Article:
Investment banking: Is the mega-deal M&A party over?
A string of jumbo strategic corporate deals made 2018 one of the busiest years ever in M&A, but falling equity markets, slowing economies, rising debt costs and geopolitical uncertainties have now dimmed the outlook severely. M&A bankers hope that private equity buyers, with $1 trillion of equity to put to work, will pick up the baton and that activist investors will stop corporate executives from quietly jamming those takeover and disposal plans back into the freezer.
On the last Sunday of October, IBM announced the biggest M&A deal in its history, agreeing to acquire Red Hat, the world’s leading provider of open-source cloud software, for $190 per share. That’s a 64% premium to the target’s previous closing price and values Red Hat at $34 billion, with the consideration to be paid in cash.
IBM has had to suspend its share buyback programme for the next two years to finance the deal from available funds and debt without threatening its single-A rating or the steady dividend policy, for which many retail investors hold the stock, rather like a low-risk utility play.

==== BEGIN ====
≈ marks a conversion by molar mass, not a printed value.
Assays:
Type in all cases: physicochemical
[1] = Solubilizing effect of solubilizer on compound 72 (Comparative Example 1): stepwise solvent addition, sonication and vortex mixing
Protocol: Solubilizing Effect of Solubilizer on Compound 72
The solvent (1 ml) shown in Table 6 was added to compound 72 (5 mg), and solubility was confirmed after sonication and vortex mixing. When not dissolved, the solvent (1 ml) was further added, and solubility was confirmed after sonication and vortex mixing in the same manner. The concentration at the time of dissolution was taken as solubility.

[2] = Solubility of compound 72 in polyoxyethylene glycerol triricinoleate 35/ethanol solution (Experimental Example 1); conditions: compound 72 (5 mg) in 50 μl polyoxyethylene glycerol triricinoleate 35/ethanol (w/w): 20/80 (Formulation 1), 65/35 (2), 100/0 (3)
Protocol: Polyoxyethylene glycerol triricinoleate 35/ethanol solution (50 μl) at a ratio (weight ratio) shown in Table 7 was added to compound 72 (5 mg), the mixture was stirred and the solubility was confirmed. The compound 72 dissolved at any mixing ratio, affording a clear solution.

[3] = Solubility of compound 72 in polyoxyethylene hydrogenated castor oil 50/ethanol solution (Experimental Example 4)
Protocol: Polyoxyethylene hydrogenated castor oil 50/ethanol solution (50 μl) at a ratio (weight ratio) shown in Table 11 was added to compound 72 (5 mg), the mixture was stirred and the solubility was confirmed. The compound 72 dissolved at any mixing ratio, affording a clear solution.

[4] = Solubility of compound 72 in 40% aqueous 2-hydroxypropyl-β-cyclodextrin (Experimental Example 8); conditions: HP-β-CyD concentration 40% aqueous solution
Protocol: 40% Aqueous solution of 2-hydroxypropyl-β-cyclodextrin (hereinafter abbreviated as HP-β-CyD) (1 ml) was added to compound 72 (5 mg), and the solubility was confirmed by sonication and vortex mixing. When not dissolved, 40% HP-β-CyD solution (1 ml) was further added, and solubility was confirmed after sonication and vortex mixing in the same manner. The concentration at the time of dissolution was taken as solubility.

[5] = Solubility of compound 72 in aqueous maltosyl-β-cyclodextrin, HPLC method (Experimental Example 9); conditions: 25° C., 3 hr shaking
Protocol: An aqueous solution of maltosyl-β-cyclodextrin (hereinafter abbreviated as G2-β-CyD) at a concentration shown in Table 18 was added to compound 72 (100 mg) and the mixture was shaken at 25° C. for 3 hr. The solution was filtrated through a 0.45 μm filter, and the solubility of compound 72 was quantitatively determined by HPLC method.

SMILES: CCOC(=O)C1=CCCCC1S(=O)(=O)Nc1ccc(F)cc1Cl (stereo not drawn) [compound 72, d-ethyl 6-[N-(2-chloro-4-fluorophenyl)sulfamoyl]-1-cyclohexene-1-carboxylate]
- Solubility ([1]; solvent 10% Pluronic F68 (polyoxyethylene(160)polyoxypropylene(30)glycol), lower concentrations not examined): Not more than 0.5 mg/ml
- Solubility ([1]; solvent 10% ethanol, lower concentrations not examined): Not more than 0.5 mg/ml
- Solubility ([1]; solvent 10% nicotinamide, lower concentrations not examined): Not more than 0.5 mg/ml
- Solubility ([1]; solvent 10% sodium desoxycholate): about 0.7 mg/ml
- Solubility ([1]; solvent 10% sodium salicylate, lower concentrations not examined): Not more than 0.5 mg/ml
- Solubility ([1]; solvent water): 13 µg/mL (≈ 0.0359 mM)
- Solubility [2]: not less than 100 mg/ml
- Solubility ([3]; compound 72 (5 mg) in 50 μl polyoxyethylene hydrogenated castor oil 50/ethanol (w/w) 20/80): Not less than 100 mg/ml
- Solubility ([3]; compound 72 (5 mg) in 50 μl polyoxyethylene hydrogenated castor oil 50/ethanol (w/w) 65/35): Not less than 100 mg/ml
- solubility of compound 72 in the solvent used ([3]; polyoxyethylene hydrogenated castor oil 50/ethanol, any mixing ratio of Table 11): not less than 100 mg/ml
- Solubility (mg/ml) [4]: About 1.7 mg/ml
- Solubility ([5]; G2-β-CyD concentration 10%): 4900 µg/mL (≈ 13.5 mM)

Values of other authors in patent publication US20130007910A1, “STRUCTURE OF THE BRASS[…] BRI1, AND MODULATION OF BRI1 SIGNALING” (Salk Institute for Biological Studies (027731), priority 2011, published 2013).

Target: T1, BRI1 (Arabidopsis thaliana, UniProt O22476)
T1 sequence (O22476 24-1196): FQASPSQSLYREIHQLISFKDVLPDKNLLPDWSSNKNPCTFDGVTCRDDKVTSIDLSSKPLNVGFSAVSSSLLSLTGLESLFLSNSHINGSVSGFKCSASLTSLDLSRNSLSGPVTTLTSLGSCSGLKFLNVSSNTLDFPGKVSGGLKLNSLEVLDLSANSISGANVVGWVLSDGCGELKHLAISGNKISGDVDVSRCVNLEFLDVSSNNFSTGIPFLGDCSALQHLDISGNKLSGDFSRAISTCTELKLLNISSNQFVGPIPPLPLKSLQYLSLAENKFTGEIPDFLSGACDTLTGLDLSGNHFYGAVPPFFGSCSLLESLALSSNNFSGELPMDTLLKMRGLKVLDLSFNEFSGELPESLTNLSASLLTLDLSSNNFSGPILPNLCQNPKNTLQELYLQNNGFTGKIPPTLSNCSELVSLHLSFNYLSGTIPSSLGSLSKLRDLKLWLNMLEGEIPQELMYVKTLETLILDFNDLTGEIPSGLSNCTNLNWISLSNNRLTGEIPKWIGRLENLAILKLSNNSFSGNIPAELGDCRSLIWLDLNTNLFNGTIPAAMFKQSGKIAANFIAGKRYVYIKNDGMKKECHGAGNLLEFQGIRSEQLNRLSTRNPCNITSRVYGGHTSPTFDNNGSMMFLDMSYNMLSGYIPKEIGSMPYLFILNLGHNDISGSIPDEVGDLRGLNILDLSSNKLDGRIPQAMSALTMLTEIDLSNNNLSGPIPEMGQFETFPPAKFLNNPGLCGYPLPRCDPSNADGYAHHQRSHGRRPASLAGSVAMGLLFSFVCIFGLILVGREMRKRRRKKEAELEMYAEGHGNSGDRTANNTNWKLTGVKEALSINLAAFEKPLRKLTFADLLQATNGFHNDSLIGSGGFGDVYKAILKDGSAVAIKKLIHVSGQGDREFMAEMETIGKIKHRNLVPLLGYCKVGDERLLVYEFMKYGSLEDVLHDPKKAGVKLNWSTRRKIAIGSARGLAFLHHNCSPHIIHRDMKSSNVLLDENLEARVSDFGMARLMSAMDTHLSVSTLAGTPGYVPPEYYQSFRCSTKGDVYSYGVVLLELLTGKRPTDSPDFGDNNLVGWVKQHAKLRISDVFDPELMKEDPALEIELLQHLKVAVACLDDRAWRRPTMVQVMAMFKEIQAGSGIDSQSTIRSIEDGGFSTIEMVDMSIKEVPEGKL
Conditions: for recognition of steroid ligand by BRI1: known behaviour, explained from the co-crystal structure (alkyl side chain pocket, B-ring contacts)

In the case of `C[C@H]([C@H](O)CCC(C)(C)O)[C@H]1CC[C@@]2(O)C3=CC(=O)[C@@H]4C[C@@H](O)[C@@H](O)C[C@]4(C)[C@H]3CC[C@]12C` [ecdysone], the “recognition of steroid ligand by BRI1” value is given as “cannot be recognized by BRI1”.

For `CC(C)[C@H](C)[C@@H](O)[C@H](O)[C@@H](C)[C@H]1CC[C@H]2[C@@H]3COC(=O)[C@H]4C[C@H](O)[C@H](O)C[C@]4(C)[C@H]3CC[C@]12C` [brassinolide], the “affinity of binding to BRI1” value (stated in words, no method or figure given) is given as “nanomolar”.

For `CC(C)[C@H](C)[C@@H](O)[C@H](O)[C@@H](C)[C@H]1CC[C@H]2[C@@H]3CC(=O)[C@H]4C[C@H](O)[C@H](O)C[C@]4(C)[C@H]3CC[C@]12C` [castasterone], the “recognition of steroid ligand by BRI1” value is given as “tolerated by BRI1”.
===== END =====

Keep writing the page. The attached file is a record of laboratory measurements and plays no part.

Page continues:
Refinitiv, the financial data company formerly known as Thomson Reuters, was quick to note that the deal pushed announced global technology M&A in the first 10 months of 2018 up to $422.2 billion, 59% ahead of the same period in 2017.
“Technology developments will continue to underpin M&A across most industries, including autos, industrials, retail, media and telecom,” says Adrian Mee, co-head of global M&A at Bank of America Merrill Lynch. “And these same forces are also driving consolidation within the technology sector itself.”
Pier Luigi Colizzi, head of M&A for EMEA at Barclays, sees this as a big change that has crept up on the advisory business so slowly as to be not fully appreciated.